What Did We Learn From NAMS 2012?

An Expert Interview With Margery L. Gass, MD, the Executive Director

Margery L. Gass, MD

Disclosures

November 01, 2012

Editorial Collaboration

Medscape &

In This Article

Editor's Note:
The 23rd Annual Meeting of the North American Menopause Society (NAMS) came to a close on October 6, 2012. Medscape had an opportunity to follow up with Margery L. Gass, MD, Executive Director of NAMS, to learn about the outcomes of this year's meeting. Dr. Gass shares the findings presented at a couple of symposiums that generated quite a "buzz" with attendees.

First, Dr. Gass discusses what she learned from a symposium that focused on sexual health and menopause and offers guidance to clinicians who might be uncomfortable with exploring this matter further with their patients. She then talks about the findings from a randomized clinical trial that evaluated the efficacy of 3 nonhormonal therapies for the relief of vasomotor symptoms.

Sex and the Aging Couple

Medscape: A novel topic that was covered at this year's meeting was the reciprocal relationship between female and male sexual dysfunction in the context of a partnered relationship.[1]

What motivated NAMS to decide to include this session in the scientific program of this year's meeting?

Dr. Gass: [NAMS was] motivated to include this program because traditionally we focus on women's sexual problems. Women come to see menopause practitioners at midlife when menopausal issues, including sexual concerns, are beginning to bother them. But we know that the dynamics of a relationship are very important. Any issue for one person will always affect the other. That reality needs to be recognized and discussed. And in many cases, it may be advantageous for the partner of the woman to come to her appointment as well. This symposium had very important information for our clinicians, who often just see the woman.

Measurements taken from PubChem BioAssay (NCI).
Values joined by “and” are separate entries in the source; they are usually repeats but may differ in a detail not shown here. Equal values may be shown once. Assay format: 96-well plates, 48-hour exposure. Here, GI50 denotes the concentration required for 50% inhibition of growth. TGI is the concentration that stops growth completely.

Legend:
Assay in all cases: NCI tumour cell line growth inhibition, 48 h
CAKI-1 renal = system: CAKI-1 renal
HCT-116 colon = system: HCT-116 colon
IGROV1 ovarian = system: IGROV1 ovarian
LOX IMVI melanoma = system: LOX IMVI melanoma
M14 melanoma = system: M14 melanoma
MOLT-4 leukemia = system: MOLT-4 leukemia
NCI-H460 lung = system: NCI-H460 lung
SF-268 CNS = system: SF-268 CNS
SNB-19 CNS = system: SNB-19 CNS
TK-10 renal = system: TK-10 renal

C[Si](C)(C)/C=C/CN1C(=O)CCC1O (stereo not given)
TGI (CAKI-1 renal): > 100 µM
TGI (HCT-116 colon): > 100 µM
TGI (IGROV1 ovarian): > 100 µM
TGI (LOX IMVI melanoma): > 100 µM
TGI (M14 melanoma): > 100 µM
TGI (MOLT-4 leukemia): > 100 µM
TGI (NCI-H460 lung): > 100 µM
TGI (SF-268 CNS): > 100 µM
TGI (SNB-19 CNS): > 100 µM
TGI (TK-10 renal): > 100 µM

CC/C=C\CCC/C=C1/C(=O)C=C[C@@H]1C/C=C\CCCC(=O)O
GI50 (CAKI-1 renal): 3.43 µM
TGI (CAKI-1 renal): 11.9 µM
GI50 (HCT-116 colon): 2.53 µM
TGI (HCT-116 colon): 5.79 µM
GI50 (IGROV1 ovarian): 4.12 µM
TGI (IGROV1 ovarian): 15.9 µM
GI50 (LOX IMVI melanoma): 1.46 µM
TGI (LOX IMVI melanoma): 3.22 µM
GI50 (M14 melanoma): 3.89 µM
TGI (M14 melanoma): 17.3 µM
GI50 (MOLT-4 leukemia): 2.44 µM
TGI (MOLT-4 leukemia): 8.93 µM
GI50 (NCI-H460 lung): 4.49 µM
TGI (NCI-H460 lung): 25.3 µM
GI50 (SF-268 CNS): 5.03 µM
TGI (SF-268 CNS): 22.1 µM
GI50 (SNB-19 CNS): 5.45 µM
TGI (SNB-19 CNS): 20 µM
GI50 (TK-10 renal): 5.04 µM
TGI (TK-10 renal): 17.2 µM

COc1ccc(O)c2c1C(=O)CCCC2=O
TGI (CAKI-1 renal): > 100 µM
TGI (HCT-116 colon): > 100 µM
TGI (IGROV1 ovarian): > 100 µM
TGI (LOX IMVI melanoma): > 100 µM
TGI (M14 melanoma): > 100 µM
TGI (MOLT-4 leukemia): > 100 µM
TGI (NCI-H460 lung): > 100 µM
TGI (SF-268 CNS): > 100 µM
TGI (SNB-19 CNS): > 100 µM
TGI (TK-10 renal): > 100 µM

Medscape: What significant considerations or guidance did the presenters emphasize that clinicians keep in mind when evaluating patients who present with sexual concerns?

Dr. Gass: First of all, we want to get across the point that every clinician should raise the topic of sexual function and sexual concerns. Open the door for the woman to discuss this topic if she wants to because sometimes it's hard for patients to be the one who brings up this topic. They think they may be the only one with the problem; they're embarrassed by it; they think the clinician is not interested or does not have time. So it can be very helpful for the clinician to indicate openness to discussing this topic with the patient. Sometimes the patient may not even respond during that visit, but at least she has heard the message that if something were to happen, that particular clinician is willing to talk, listen, and offer some solutions and suggestions.

It is always important to attempt to sort out the causes of the current problem that may involve a more extensive history: When was the sexual relationship satisfactory? How long ago was that? What was happening in their relationship and in their lives at that time that may have had an effect that led to the current problem? It is also important to talk with the woman alone. If a clinician is not comfortable dealing with the problem, the clinician should make a referral. It is important to have a list of marital and sex therapists in the community.

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